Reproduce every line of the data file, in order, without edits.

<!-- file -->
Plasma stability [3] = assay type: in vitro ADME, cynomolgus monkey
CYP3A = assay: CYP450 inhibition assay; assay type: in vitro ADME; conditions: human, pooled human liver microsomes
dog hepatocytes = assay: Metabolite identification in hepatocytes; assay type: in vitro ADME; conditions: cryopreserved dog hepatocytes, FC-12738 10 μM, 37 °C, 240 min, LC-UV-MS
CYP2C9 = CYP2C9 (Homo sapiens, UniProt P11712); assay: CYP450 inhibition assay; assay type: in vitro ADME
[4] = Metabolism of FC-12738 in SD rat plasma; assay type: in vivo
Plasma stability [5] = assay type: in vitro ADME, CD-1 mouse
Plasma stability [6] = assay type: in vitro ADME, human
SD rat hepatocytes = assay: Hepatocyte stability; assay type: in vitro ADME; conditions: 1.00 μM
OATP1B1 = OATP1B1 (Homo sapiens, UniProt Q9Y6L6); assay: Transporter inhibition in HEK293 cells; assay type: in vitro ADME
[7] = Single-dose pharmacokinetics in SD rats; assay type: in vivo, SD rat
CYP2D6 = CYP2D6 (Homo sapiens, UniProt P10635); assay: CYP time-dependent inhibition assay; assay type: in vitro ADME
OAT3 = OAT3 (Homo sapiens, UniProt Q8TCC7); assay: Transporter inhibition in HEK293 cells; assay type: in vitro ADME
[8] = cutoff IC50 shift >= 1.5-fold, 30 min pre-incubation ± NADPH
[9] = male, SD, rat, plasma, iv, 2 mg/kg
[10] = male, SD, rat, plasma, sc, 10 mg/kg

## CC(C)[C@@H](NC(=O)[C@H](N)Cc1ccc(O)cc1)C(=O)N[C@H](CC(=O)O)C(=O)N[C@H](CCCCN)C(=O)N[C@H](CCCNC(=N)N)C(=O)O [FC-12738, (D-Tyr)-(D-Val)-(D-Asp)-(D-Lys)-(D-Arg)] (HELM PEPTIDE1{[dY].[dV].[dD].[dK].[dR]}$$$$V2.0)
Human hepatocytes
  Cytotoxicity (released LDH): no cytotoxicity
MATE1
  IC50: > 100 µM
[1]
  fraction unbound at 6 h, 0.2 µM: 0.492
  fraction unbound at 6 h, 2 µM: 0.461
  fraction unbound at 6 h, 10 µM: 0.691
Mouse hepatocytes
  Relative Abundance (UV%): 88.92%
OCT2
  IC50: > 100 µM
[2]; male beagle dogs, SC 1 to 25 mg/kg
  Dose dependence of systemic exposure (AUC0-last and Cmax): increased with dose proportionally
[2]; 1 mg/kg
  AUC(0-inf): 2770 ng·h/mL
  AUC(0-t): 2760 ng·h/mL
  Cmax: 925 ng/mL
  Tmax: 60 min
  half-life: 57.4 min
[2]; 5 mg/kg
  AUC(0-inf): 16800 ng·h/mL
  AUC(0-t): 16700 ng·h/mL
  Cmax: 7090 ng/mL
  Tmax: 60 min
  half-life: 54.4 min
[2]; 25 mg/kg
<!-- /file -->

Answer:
Plasma stability [3] = assay type: in vitro ADME, cynomolgus monkey
CYP3A = assay: CYP450 inhibition assay; assay type: in vitro ADME; conditions: human, pooled human liver microsomes
dog hepatocytes = assay: Metabolite identification in hepatocytes; assay type: in vitro ADME; conditions: cryopreserved dog hepatocytes, FC-12738 10 μM, 37 °C, 240 min, LC-UV-MS
CYP2C9 = CYP2C9 (Homo sapiens, UniProt P11712); assay: CYP450 inhibition assay; assay type: in vitro ADME
[4] = Metabolism of FC-12738 in SD rat plasma; assay type: in vivo
Plasma stability [5] = assay type: in vitro ADME, CD-1 mouse
Plasma stability [6] = assay type: in vitro ADME, human
SD rat hepatocytes = assay: Hepatocyte stability; assay type: in vitro ADME; conditions: 1.00 μM
OATP1B1 = OATP1B1 (Homo sapiens, UniProt Q9Y6L6); assay: Transporter inhibition in HEK293 cells; assay type: in vitro ADME
[7] = Single-dose pharmacokinetics in SD rats; assay type: in vivo, SD rat
CYP2D6 = CYP2D6 (Homo sapiens, UniProt P10635); assay: CYP time-dependent inhibition assay; assay type: in vitro ADME
OAT3 = OAT3 (Homo sapiens, UniProt Q8TCC7); assay: Transporter inhibition in HEK293 cells; assay type: in vitro ADME
[8] = cutoff IC50 shift >= 1.5-fold, 30 min pre-incubation ± NADPH
[9] = male, SD, rat, plasma, iv, 2 mg/kg
[10] = male, SD, rat, plasma, sc, 10 mg/kg

## CC(C)[C@@H](NC(=O)[C@H](N)Cc1ccc(O)cc1)C(=O)N[C@H](CC(=O)O)C(=O)N[C@H](CCCCN)C(=O)N[C@H](CCCNC(=N)N)C(=O)O [FC-12738, (D-Tyr)-(D-Val)-(D-Asp)-(D-Lys)-(D-Arg)] (HELM PEPTIDE1{[dY].[dV].[dD].[dK].[dR]}$$$$V2.0)
Human hepatocytes
  Cytotoxicity (released LDH): no cytotoxicity
MATE1
  IC50: > 100 µM
[1]
  fraction unbound at 6 h, 0.2 µM: 0.492
  fraction unbound at 6 h, 2 µM: 0.461
  fraction unbound at 6 h, 10 µM: 0.691
Mouse hepatocytes
  Relative Abundance (UV%): 88.92%
OCT2
  IC50: > 100 µM
[2]; male beagle dogs, SC 1 to 25 mg/kg
  Dose dependence of systemic exposure (AUC0-last and Cmax): increased with dose proportionally
[2]; 1 mg/kg
  AUC(0-inf): 2770 ng·h/mL
  AUC(0-t): 2760 ng·h/mL
  Cmax: 925 ng/mL
  Tmax: 60 min
  half-life: 57.4 min
[2]; 5 mg/kg
  AUC(0-inf): 16800 ng·h/mL
  AUC(0-t): 16700 ng·h/mL
  Cmax: 7090 ng/mL
  Tmax: 60 min
  half-life: 54.4 min
[2]; 25 mg/kg